A caver died early Thanksgiving morning after being stuck upside down for 28 hours in a tight passageway in Nutty Putty Cave in Utah. John Jones, a 26-year-old medical student at the University of Virginia and a Utah native, was exploring the 1,355-foot-long and 145-foot-deep cave, which consists of many narrow tunnels, passages, and small rooms, along with 11 other family members and friends when he tried to squirm through an L-shaped corridor called Bob's Push about 700 feet underground. He became stuck head first in the 18-inch-wide by 10-inch-high crevice and was unable to move since his body blocked the entire passage.
Nutty Putty Cave, a limestone cave on the west side of Utah Lake about 70 miles southwest of Salt Lake City, is a popular beginner's cave. Climb-Utah.com says, "The cave is a lot of fun and will be enjoyed by anyone seeking a little adventure." Access to the cave is limited by a reservations system operated by the Timpanagos Grotto, a chapter of the National Speleological Society, allowing only experienced cavers inside the cave. The entrance is barred by a locked gate.
View a map of Nutty Putty Cave. The accident happened at Bob's Push in the The Birth Canal area. Also note the warning: "Do not squeeze into anything that you might not be able to squeeze out of."
Michael Leavitt, the cave access manager, says the group was experienced and was granted one of six daily permits. "They've never been to Nutty Putty before, but they toured many harder caves in the Logan area that required vertical climbing skills," Leavitt told media. "They were qualified, John was qualified. I'm sure he went into this passage hoping it was going to open up into one of the larger rooms."
After Mr. Jones was stuck, cave rescuers were called to free the 6-foot, 190-pound man. The rescue team, which numbered as many as 50 people, placed bolt anchors in the cave roof for a pulley system, attached ropes to him, and used power tools to widen the tunnel. They were able to raise him 12 feet and give him food and water before the rock that one of the pulley bolts was placed in broke, causing the anchor to fail, and dropped him tightly back into the hole. His physical condition then worsened as he had difficulty breathing and drifted in and out of consciousness. Rescuers sang songs to him to keep his spirits up.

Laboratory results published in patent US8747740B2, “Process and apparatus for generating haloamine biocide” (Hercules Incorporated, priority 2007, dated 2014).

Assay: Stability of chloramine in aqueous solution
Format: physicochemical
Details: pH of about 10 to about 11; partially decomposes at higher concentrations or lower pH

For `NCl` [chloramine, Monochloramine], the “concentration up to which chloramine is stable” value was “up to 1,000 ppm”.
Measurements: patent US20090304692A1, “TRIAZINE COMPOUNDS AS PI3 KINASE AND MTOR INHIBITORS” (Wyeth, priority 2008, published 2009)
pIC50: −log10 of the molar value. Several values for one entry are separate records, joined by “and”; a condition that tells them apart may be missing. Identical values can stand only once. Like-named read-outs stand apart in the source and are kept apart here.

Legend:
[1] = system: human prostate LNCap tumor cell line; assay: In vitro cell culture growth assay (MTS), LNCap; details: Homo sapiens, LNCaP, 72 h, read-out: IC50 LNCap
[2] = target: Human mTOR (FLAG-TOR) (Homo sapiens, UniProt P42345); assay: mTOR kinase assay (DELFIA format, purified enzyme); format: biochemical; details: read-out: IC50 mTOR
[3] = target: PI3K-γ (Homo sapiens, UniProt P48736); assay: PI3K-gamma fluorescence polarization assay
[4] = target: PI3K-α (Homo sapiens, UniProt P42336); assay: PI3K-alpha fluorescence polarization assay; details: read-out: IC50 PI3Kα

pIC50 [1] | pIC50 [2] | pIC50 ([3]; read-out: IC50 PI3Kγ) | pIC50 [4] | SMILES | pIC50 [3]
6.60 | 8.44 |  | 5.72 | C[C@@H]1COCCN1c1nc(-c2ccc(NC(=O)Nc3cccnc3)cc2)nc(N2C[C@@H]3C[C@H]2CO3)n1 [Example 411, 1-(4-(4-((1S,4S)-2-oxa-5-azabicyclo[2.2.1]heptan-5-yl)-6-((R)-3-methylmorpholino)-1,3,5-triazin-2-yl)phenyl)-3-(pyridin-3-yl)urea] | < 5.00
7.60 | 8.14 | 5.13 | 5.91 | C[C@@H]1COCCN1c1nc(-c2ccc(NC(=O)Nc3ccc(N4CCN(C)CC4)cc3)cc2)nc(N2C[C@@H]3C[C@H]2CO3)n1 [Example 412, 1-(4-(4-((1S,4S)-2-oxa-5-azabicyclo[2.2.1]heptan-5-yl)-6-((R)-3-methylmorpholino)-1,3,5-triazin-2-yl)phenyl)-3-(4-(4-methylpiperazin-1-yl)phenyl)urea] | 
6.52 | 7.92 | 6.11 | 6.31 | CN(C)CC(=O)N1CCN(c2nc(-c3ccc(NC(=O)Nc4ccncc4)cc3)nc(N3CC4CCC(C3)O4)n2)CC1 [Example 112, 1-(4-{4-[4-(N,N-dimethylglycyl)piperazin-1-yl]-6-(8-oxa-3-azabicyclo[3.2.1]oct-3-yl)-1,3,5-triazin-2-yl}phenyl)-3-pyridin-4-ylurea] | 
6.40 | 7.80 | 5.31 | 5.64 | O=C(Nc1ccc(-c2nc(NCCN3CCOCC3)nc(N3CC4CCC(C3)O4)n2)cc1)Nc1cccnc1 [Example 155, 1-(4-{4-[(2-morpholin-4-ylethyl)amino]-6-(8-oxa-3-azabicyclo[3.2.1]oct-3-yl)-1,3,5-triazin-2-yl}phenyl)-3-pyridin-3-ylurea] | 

John Jones' brother Spencer Jones of San Francisco told the Associated Press, "We all were very optimistic and hopeful. But it became increasingly clear last night after he got re-stuck that there weren't very many options left. We thought he was in the clear and then when we got the news that he had slipped again. That's when we started to get scared."
Early Thursday morning, John Jones died in Nutty Putty Cave. His funeral is planned for Saturday in Stansbury Park, Utah. He leaves behind a pregnant wife and eight-month-old daughter. Our condolences to his friends and family on this tragedy.
This is not the first time that someone has become stuck and had to be rescued in Nutty Putty Cave. In July 1999, two teenagers were rescued after being stuck in a narrow passage called The Birth Canal 120 feet below the surface for 10 hours. Another two cavers were pulled from the Bob's Push area during Thanksgiving week in 2004. John Jones is the cave's first fatality.
The Deseret News reports that the cave will be closed permanently to avoid future accidents and rescues and because Nutty Putty Cave is now the tomb of John Jones. Spencer Cannon, spokesman for the Utah County Sheriff, says that after consultation with cavers and the search and rescue group, "There will be no future efforts to remove the body because of where it's located and the danger of accessing the area. The risk is too high." The family plans to create a memorial to John at the cave entrance and to set up a fund to promote safe caving.
Photographs above: Top: A search and rescue caver squirms through a narrow passage in Nutty Putty Cave near the location of John Jones accident. Bottom: One of the bolts that anchored the pulley system to pull John Jones out of his wedged position. Photographs courtesy Utah County Sheriff Department.